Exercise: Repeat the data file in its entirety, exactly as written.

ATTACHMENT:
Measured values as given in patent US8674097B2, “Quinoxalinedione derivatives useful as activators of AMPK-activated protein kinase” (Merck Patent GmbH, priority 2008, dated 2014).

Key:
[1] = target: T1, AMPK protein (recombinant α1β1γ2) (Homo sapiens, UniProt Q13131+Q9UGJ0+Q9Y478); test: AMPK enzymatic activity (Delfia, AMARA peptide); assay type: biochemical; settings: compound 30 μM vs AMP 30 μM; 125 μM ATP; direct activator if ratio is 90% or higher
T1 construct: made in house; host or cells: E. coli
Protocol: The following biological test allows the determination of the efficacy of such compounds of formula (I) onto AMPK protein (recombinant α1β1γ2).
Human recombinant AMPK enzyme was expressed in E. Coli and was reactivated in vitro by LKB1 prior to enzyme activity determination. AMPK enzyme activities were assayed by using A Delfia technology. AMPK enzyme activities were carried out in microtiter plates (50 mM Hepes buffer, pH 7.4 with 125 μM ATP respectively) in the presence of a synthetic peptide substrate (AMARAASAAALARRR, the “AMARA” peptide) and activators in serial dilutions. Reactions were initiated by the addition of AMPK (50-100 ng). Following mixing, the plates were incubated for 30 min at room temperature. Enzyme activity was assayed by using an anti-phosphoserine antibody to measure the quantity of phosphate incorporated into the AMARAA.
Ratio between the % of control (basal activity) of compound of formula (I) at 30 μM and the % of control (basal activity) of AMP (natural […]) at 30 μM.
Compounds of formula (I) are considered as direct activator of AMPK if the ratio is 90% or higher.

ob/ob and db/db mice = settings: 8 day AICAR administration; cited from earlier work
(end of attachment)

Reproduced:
Measured values as given in patent US8674097B2, “Quinoxalinedione derivatives useful as activators of AMPK-activated protein kinase” (Merck Patent GmbH, priority 2008, dated 2014).

Key:
[1] = target: T1, AMPK protein (recombinant α1β1γ2) (Homo sapiens, UniProt Q13131+Q9UGJ0+Q9Y478); test: AMPK enzymatic activity (Delfia, AMARA peptide); assay type: biochemical; settings: compound 30 μM vs AMP 30 μM; 125 μM ATP; direct activator if ratio is 90% or higher
T1 construct: made in house; host or cells: E. coli
Protocol: The following biological test allows the determination of the efficacy of such compounds of formula (I) onto AMPK protein (recombinant α1β1γ2).
Human recombinant AMPK enzyme was expressed in E. Coli and was reactivated in vitro by LKB1 prior to enzyme activity determination. AMPK enzyme activities were assayed by using A Delfia technology. AMPK enzyme activities were carried out in microtiter plates (50 mM Hepes buffer, pH 7.4 with 125 μM ATP respectively) in the presence of a synthetic peptide substrate (AMARAASAAALARRR, the “AMARA” peptide) and activators in serial dilutions. Reactions were initiated by the addition of AMPK (50-100 ng). Following mixing, the plates were incubated for 30 min at room temperature. Enzyme activity was assayed by using an anti-phosphoserine antibody to measure the quantity of phosphate incorporated into the AMARAA.
Ratio between the % of control (basal activity) of compound of formula (I) at 30 μM and the % of control (basal activity) of AMP (natural […]) at 30 μM.
Compounds of formula (I) are considered as direct activator of AMPK if the ratio is 90% or higher.

ob/ob and db/db mice = settings: 8 day AICAR administration; cited from earlier work